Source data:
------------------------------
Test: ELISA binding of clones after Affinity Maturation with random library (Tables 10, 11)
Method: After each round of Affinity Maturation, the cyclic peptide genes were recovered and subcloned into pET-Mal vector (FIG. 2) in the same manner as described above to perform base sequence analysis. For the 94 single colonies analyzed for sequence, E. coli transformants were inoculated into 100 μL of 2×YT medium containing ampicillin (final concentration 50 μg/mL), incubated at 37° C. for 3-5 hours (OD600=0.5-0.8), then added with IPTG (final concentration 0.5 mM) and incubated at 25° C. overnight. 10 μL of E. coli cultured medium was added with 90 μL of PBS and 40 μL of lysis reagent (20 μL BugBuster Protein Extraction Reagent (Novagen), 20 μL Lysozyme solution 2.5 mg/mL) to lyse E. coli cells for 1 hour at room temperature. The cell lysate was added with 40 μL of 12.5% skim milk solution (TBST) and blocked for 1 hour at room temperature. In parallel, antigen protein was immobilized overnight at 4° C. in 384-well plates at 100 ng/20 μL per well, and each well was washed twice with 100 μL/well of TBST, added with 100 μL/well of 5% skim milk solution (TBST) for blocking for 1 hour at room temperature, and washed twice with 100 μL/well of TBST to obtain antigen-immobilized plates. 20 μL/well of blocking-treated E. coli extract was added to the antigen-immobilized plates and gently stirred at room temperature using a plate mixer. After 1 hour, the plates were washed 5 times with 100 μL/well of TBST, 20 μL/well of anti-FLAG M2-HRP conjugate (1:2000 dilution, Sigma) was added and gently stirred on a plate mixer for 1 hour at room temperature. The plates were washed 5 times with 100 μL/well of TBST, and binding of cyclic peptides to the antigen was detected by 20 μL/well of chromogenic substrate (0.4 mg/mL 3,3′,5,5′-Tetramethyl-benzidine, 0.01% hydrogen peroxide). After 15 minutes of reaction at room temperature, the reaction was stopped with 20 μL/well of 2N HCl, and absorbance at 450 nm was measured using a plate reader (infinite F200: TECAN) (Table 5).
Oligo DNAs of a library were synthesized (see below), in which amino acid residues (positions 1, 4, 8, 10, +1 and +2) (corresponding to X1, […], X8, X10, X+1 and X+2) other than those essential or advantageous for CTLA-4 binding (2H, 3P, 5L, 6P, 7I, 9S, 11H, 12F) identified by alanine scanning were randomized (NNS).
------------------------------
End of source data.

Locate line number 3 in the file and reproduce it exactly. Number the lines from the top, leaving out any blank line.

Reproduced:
Oligo DNAs of a library were synthesized (see below), in which amino acid residues (positions 1, 4, 8, 10, +1 and +2) (corresponding to X1, […], X8, X10, X+1 and X+2) other than those essential or advantageous for CTLA-4 binding (2H, 3P, 5L, 6P, 7I, 9S, 11H, 12F) identified by alanine scanning were randomized (NNS).